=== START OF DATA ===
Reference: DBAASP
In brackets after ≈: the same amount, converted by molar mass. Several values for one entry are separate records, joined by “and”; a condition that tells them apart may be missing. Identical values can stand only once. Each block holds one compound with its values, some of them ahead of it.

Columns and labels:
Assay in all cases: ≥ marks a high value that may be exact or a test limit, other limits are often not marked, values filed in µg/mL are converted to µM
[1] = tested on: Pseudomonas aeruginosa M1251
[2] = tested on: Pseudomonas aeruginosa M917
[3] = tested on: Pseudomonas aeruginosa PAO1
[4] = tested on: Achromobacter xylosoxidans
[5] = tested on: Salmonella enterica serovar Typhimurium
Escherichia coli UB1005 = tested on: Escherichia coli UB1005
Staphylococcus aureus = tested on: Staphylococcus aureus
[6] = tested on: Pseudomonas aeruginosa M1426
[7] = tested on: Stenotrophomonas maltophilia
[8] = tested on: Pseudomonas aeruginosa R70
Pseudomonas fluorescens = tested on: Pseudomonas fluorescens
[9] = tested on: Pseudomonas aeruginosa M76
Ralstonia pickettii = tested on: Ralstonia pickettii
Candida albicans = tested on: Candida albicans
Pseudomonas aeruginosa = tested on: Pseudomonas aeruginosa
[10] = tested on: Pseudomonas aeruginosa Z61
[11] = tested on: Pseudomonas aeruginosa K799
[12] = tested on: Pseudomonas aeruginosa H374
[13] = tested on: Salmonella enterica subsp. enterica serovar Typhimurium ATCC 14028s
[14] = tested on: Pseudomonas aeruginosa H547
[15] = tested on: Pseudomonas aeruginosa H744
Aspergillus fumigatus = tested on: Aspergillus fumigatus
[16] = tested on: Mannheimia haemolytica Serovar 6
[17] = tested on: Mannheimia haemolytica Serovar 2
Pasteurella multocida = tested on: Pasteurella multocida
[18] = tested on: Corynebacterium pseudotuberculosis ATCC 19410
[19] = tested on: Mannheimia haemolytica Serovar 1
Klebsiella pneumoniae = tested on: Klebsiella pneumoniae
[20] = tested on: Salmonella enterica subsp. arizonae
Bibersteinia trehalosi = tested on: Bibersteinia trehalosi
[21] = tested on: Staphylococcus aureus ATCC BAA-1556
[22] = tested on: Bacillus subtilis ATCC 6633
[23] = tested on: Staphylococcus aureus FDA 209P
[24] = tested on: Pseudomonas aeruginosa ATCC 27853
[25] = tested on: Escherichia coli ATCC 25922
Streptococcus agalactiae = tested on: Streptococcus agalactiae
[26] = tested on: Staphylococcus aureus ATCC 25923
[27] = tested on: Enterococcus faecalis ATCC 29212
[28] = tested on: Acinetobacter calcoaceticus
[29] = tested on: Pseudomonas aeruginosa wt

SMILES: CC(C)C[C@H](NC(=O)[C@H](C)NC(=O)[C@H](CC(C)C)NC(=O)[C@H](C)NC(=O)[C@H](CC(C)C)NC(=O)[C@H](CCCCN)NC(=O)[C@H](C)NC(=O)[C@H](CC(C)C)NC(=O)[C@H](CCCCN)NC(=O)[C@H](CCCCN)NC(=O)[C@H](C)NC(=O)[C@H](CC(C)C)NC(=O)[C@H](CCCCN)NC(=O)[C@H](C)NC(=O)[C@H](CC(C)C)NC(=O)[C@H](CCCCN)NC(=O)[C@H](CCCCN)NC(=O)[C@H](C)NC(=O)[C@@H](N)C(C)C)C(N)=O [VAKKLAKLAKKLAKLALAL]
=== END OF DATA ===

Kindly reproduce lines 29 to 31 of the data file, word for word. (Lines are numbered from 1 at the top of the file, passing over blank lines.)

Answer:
Pasteurella multocida = tested on: Pasteurella multocida
[18] = tested on: Corynebacterium pseudotuberculosis ATCC 19410
[19] = tested on: Mannheimia haemolytica Serovar 1